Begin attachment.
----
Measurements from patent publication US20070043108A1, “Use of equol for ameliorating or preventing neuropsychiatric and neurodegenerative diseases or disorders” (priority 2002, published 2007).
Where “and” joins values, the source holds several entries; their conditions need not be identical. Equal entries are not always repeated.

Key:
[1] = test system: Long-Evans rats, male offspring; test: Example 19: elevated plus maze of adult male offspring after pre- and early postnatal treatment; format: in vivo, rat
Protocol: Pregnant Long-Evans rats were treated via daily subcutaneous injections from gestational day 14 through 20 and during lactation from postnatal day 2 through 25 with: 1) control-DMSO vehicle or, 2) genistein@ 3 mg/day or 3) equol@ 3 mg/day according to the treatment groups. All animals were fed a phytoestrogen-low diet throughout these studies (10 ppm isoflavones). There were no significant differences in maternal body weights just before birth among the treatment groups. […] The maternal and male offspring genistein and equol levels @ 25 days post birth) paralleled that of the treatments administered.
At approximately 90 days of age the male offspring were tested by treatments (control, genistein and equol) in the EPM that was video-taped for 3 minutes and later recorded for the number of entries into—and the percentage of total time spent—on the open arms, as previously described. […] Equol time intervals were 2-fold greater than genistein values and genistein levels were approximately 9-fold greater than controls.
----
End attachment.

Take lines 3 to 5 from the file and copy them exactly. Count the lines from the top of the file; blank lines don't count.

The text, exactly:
Key:
[1] = test system: Long-Evans rats, male offspring; test: Example 19: elevated plus maze of adult male offspring after pre- and early postnatal treatment; format: in vivo, rat
Protocol: Pregnant Long-Evans rats were treated via daily subcutaneous injections from gestational day 14 through 20 and during lactation from postnatal day 2 through 25 with: 1) control-DMSO vehicle or, 2) genistein@ 3 mg/day or 3) equol@ 3 mg/day according to the treatment groups. All animals were fed a phytoestrogen-low diet throughout these studies (10 ppm isoflavones). There were no significant differences in maternal body weights just before birth among the treatment groups. […] The maternal and male offspring genistein and equol levels @ 25 days post birth) paralleled that of the treatments administered.